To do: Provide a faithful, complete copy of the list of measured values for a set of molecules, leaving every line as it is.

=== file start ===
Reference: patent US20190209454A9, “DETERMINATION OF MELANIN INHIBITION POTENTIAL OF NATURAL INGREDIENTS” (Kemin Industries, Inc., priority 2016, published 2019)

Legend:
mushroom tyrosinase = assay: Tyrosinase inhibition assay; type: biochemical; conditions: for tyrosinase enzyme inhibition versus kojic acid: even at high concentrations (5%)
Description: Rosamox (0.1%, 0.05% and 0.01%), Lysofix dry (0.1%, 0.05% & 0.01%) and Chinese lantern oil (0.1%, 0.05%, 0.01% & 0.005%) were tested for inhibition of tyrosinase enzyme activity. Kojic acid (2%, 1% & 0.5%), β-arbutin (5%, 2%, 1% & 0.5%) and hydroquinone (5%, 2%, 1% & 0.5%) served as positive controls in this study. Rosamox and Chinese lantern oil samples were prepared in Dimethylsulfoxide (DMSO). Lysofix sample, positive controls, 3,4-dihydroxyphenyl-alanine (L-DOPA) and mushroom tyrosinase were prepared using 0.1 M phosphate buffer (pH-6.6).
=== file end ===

Reference: patent US20190209454A9, “DETERMINATION OF MELANIN INHIBITION POTENTIAL OF NATURAL INGREDIENTS” (Kemin Industries, Inc., priority 2016, published 2019)

Legend:
mushroom tyrosinase = assay: Tyrosinase inhibition assay; type: biochemical; conditions: for tyrosinase enzyme inhibition versus kojic acid: even at high concentrations (5%)
Description: Rosamox (0.1%, 0.05% and 0.01%), Lysofix dry (0.1%, 0.05% & 0.01%) and Chinese lantern oil (0.1%, 0.05%, 0.01% & 0.005%) were tested for inhibition of tyrosinase enzyme activity. Kojic acid (2%, 1% & 0.5%), β-arbutin (5%, 2%, 1% & 0.5%) and hydroquinone (5%, 2%, 1% & 0.5%) served as positive controls in this study. Rosamox and Chinese lantern oil samples were prepared in Dimethylsulfoxide (DMSO). Lysofix sample, positive controls, 3,4-dihydroxyphenyl-alanine (L-DOPA) and mushroom tyrosinase were prepared using 0.1 M phosphate buffer (pH-6.6).